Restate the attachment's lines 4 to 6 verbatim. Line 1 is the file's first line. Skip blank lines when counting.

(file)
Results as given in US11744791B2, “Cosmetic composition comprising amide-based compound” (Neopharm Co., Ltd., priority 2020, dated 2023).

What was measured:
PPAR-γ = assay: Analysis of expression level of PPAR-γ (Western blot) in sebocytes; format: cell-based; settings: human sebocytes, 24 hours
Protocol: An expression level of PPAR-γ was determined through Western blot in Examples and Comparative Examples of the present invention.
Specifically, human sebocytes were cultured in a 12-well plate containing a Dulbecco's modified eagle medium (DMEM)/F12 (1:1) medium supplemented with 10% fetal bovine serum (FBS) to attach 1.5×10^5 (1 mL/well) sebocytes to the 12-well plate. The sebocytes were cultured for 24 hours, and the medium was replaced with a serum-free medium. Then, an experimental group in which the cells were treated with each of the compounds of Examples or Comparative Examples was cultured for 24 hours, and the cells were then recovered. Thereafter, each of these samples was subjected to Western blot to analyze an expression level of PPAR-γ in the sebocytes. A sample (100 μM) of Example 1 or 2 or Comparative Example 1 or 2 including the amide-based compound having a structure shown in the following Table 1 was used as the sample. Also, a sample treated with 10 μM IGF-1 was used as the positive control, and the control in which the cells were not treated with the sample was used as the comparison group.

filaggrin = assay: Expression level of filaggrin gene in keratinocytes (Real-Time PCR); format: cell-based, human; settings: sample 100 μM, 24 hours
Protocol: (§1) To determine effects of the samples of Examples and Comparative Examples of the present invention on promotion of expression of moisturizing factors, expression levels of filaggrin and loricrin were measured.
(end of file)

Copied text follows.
Protocol: An expression level of PPAR-γ was determined through Western blot in Examples and Comparative Examples of the present invention.
Specifically, human sebocytes were cultured in a 12-well plate containing a Dulbecco's modified eagle medium (DMEM)/F12 (1:1) medium supplemented with 10% fetal bovine serum (FBS) to attach 1.5×10^5 (1 mL/well) sebocytes to the 12-well plate. The sebocytes were cultured for 24 hours, and the medium was replaced with a serum-free medium. Then, an experimental group in which the cells were treated with each of the compounds of Examples or Comparative Examples was cultured for 24 hours, and the cells were then recovered. Thereafter, each of these samples was subjected to Western blot to analyze an expression level of PPAR-γ in the sebocytes. A sample (100 μM) of Example 1 or 2 or Comparative Example 1 or 2 including the amide-based compound having a structure shown in the following Table 1 was used as the sample. Also, a sample treated with 10 μM IGF-1 was used as the positive control, and the control in which the cells were not treated with the sample was used as the comparison group.

filaggrin = assay: Expression level of filaggrin gene in keratinocytes (Real-Time PCR); format: cell-based, human; settings: sample 100 μM, 24 hours